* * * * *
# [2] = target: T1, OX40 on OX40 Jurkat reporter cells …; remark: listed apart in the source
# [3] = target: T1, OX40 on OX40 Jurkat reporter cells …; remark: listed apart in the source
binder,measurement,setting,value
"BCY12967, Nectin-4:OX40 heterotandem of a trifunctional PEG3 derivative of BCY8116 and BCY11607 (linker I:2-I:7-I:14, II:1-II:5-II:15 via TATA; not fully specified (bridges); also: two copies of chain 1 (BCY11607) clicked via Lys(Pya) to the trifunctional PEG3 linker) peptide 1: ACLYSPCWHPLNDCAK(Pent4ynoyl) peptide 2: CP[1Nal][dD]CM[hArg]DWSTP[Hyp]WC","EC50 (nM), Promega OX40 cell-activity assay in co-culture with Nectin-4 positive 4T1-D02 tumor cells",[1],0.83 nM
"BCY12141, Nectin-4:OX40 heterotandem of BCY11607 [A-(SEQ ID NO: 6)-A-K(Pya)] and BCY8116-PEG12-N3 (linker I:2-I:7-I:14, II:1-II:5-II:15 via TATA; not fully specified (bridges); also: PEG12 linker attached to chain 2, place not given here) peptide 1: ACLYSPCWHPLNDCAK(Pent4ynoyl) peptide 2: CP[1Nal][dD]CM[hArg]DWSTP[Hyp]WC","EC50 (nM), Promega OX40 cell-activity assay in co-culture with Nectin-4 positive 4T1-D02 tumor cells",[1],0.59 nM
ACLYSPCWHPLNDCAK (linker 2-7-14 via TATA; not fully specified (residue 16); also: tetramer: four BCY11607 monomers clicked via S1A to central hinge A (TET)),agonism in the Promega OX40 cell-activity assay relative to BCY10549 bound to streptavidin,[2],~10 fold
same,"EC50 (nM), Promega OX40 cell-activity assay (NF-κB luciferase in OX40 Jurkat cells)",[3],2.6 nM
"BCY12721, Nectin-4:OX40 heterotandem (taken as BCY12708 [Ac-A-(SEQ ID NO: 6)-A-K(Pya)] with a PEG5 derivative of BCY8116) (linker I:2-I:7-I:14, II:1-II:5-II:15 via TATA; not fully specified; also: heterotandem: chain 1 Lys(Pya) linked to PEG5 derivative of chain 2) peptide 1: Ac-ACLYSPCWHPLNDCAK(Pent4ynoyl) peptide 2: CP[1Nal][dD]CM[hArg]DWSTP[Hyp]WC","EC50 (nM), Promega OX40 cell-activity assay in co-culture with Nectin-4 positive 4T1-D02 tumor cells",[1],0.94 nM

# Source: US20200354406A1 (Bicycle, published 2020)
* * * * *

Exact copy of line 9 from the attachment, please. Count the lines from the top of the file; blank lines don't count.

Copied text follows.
# Source: US20200354406A1 (Bicycle, published 2020)